THE PERCEPTION of Hizbullah patronage was a major factor in encouraging investors to place their trust in Ezz el-Din. As one disappointed client put it, "people put money with him because he was wearing the Hizbullah cloak." The presence of people like him does not fit with the puritanical image of Hizbullah. But it is not especially out of place with the broader pattern of the movement's activities.
As a major Lebanese political force, Hizbullah offers patronage to powerful families and individuals from the Lebanese Shi'ite community. The organization effectively operates a state within a state. Its areas are off limits to the army and police. This is particularly useful for individuals close to the movement engaged in criminal activities.

The lucrative hashish trade in the movement's heartland in the Bekaa Valley in eastern Lebanon offers an example of this patronage. Families engaged in this trade receive the protection of Hizbullah, ensuring that neither the authorities nor their rivals interfere with their activities. In return, Hizbullah takes a generous helping of the considerable profits.

The movement controls 13,000 acres in the Bekaa, which produce at least 300 tons of hashish annually. Hizbullah is reckoned to rake in profits of $180 million annually from this trade.

Most of the hashish is exported to Europe. Not all, though. The problem of drug abuse among residents in the Hizbullah-controlled Dahiyeh area of south Beirut is well known in Lebanon. Not all residents of the Dahiyeh are Shi'ite puritans.

Hizbullah is not reinventing the wheel. Rather, it is behaving in the manner of other Lebanese political forces. These activities are not particularly demonic - though the less powerful members of the various Lebanese communities are most likely to be hurt by them. But they serve to indicate the extent to which Hizbullah's pose of purity and incorruptibility and standing above the base practices of its rivals is largely a product of good public relations, rather than any observable reality.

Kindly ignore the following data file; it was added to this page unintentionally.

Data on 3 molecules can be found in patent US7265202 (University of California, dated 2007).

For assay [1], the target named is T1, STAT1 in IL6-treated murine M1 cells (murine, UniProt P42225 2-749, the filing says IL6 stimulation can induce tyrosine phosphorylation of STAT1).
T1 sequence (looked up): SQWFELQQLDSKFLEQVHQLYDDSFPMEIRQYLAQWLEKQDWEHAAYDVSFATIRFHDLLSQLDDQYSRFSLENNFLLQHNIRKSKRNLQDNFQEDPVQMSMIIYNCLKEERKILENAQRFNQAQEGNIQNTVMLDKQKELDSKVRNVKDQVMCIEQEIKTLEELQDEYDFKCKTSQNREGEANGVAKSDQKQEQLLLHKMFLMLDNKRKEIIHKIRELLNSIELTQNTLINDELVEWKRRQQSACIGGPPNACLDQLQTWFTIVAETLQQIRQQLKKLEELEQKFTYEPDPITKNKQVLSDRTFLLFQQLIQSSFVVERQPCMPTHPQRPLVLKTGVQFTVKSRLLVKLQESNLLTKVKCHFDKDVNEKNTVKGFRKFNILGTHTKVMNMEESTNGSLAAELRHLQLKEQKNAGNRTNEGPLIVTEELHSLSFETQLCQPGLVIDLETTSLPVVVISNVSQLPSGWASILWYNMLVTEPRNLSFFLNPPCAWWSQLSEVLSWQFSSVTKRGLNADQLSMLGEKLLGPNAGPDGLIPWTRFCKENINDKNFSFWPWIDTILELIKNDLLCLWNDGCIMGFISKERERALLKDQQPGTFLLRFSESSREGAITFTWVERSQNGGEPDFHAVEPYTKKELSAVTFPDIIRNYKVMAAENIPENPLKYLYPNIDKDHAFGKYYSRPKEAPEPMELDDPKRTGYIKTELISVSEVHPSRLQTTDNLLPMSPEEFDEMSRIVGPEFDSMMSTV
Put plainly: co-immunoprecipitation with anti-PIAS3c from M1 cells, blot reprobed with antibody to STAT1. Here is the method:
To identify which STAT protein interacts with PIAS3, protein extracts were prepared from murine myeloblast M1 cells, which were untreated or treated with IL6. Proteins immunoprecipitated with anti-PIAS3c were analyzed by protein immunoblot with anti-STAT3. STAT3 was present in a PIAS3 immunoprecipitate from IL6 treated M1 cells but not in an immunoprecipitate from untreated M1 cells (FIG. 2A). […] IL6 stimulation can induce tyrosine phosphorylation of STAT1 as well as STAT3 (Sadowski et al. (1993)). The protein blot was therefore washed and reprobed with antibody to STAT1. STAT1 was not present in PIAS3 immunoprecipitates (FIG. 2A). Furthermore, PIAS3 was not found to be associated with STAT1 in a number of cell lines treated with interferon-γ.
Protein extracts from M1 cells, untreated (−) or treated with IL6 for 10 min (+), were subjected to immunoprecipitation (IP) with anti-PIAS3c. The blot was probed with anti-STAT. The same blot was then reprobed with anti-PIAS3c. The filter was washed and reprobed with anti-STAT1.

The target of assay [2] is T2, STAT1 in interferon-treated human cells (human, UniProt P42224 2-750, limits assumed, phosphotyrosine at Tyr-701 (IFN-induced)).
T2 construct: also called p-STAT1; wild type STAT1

The gradual tarnishing of the Hizbullah brand is, of course, good news for Israel. With past enemies - Arab nationalist regimes, the Yasser Arafat-led PLO - it was in the end the unbridgeable gap between proclamations and reality which served to initiate their slow decay and decline more than any single military defeat.

In this regard, another explanation for the Ezz al-Din affair is predictably doing the rounds in southern Lebanon. Haj Kamal Shour, who lost $1.03 million investing with the financier told reporters that he was sure that the "Israeli Mossad and Zionist lobby" were in some unaccountable way behind it all.

The reliable Zionist foe is enlisted to explain away failures and corruption scandals. But wasn't that exactly the political style that Hizbullah, with its selfless martyrs and its blood-curdling marching songs, was supposed to be doing away with? As Lebanon's former colonial governors might have put it - the more things change, the more they stay the same.

Related: Hizbullah: Still Strong, Getting Weaker

Jonathan Spyer is a senior research fellow at the Global Research in International Affairs (GLORIA) Center, Herzliya, Israel

Love of the Land: Terrorism: Hizballah's Brand is Tarnished

Love of the Land: Silencing Dissent

Silencing Dissent

Something is rotten in the state of Egypt

Lee Smith
The Weekly Standard
27 September 09